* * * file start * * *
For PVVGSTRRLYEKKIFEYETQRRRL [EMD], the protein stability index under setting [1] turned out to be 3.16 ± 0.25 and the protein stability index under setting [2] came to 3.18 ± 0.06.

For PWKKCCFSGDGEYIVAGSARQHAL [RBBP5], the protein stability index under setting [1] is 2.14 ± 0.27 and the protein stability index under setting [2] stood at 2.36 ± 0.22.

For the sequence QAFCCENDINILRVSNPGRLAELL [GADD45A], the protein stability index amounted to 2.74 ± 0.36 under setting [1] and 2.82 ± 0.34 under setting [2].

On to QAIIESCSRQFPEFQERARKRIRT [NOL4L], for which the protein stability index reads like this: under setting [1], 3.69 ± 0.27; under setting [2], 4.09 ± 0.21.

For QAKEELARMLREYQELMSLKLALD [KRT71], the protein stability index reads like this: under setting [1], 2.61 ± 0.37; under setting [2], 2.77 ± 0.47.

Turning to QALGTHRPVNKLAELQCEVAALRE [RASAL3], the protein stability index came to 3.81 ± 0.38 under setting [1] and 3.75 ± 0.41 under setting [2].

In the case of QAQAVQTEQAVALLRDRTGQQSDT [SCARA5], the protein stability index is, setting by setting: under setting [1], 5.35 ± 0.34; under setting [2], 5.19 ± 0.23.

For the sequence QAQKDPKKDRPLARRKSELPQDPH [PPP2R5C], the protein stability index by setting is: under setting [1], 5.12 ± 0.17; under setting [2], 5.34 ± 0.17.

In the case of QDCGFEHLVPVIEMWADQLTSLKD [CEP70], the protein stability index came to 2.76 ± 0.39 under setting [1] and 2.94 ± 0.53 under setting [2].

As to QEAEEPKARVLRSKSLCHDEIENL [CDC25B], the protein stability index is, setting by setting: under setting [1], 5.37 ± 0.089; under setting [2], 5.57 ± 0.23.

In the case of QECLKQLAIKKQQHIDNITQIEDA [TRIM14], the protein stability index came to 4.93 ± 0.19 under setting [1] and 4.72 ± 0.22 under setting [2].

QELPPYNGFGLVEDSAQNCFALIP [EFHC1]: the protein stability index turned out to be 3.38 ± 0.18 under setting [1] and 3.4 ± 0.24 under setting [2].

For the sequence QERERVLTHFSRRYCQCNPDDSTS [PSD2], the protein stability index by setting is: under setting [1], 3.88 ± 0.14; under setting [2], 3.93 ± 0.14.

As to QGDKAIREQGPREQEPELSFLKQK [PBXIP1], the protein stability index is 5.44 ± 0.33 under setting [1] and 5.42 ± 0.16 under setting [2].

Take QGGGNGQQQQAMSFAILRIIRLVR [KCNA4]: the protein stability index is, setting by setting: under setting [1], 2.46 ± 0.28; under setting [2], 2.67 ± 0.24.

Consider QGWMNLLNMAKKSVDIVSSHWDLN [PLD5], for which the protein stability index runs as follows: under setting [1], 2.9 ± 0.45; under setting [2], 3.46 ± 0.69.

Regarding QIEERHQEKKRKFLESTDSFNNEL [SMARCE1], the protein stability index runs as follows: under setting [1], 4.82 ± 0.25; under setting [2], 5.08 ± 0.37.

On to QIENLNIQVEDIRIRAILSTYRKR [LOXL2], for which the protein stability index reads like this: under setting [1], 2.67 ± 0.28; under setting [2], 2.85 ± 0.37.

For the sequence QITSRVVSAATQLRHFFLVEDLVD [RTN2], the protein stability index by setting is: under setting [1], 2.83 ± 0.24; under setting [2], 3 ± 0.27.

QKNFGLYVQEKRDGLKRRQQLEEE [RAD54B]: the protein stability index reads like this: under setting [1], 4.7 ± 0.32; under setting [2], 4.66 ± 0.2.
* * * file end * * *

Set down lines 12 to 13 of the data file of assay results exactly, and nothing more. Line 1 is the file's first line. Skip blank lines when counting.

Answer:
QELPPYNGFGLVEDSAQNCFALIP [EFHC1]: the protein stability index turned out to be 3.38 ± 0.18 under setting [1] and 3.4 ± 0.24 under setting [2].

For the sequence QERERVLTHFSRRYCQCNPDDSTS [PSD2], the protein stability index by setting is: under setting [1], 3.88 ± 0.14; under setting [2], 3.93 ± 0.14.